- - Wednesday, September 30, 2015


By John Ibbitson

Signal/McClelland & Stewart, $35, 448 pages

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Stephen Harper became the 22nd prime minister of Canada on Feb. 6, 2006. The Conservative Party leader has focused his time and energies on important issues such as lower taxes, smaller government, fiscal responsibility and strong foreign policy measures. It has helped Canada grow in stature, and earn the respect of the international community.

Few Canadians understand Mr. Harper beyond his public persona, however. (Full disclosure: I’ve known the PM since 1996, and worked as one of his speechwriters). His leadership is a puzzling dichotomy between political strategist and man of mystery. He’s a true black and white politician, with no detectable shades of gray. You either love Mr. Harper’s vision for Canada with a great passion, or you hate it to its very core.

Various authors have written sympathetic or scathing assessments of Mr. Harper’s leadership, including Paul Wells, William Johnson and Mark Bourrie. Yet, John Ibbitson’s new book, “Stephen Harper,” could end up being the most impressive examination of this multifaceted prime minister.

Mr. Ibbitson is an author and writer-at-large for the Globe and Mail. He’s an intelligent, talented columnist with an admirable penchant for fiscal conservatism. While he praises the balance of Mr. Harper’s tenure in office, he isn’t blindly partisan. Some controversial Tory policies on politics, economics and constitutional matters are laid bare for all to see.

One of Mr. Harper’s earliest influences was his father, Joe. He was a “very guarded, introverted man” with “strong views” that he “typically only shared with people he was close to.” He led a “very private, self-contained life” working as an accountant for Imperial Oil. His strong views on Israel — through his friendship with Harvey Gellman, who had lost family during the Holocaust — were passed on to his son, who also “hated intolerance” and believed “the Jews had a right to their own homeland.” These positions, and others, “would help shape Stephen Harper’s world view, and his destiny,” Mr. Ibbitson writes.

In his youth, Mr. Harper was an avid reader of the right-leaning Economist magazine. Leaders like Margaret Thatcher and Ronald Reagan, who “were imposing a new conservative revolution on their societies,” formed his core values. He was inspired by John Stuart Mill, Edmund Burke, William F. Buckley and Friedrich von Hayek’s The Road to Serfdom, “which was any good conservative’s answer to John Maynard Keynes.”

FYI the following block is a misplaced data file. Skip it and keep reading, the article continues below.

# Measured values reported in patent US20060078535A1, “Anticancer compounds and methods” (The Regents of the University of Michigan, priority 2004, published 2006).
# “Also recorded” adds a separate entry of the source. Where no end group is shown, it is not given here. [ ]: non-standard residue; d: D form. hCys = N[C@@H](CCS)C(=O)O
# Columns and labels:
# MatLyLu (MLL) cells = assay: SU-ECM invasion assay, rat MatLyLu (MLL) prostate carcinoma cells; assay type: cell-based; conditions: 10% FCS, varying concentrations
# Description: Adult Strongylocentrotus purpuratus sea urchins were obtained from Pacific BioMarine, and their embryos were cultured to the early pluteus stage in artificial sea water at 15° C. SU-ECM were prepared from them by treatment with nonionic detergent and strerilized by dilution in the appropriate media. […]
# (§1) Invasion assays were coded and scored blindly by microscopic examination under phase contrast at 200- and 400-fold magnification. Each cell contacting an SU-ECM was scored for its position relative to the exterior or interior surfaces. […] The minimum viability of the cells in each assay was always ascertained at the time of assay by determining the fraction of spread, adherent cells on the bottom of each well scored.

The book weaves an impressive analysis of Mr. Harper’s rise to power. As readers will discover, there were many steps involved. This includes a stint as a legislative assistant for Progressive Conservative MP Jim Hawkes, and his “anger toward the Red Tory movement” and switch to the Reform Party. He had a “complicated relationship” with Reform leader Preston Manning, worked for Reform MP Deborah Grey, and formed a friendship with University of Calgary professor Tom Flanagan — who was later “banished from the prime minister’s inner circle.” He became a Reform MP, and promptly left politics for several years out of frustration. He returned to become leader of the Canadian Alliance (Reform’s successor), and merged his party with the faltering Progressive Conservatives. He suffered a close 2004 election loss to the Liberals, and finally achieved victory in 2006.

Through it all, invaluable details about Mr. Harper’s personality are revealed. Mr. Ibbitson eloquently writes that the PM can “fly off the handle,” “goes into funks,” “is suspicious of others” and has a “legendary temper.” Meanwhile, when he’s “really angry at you, he’s very calm,” and has a “perceived lack of loyalty toward others.”

Which isn’t to say Mr. Harper doesn’t have good qualities. He’s highly intelligent, well read, and politically strategic. He has the “ability to correctly analyze a situation and act firmly to address it.” In public, he’s “almost invariably calm, measured, and careful in what he says and how he says it.” He loves music, hockey and has a sense of humor that he rarely shares with the outside world. He cares deeply about his family, too.

Harper’s character flaws are the reverse side of his character strengths: one would not exist without the other,” writes the author. In effect, “[h]e has been prime minister for a decade not despite these qualities but because of them.”

Will Mr. Ibbitson’s analysis, “A more conservative Canada made Stephen Harper, and Stephen Harper made Canada more conservative,” come to fruition? Those who support the prime minister’s informal 10-year plan to build a conservative Canada certainly hope so. When all the votes are counted in the Oct. 19 Canadian federal election, we may have an answer.

Michael Taube is a contributor to The Washington Times.

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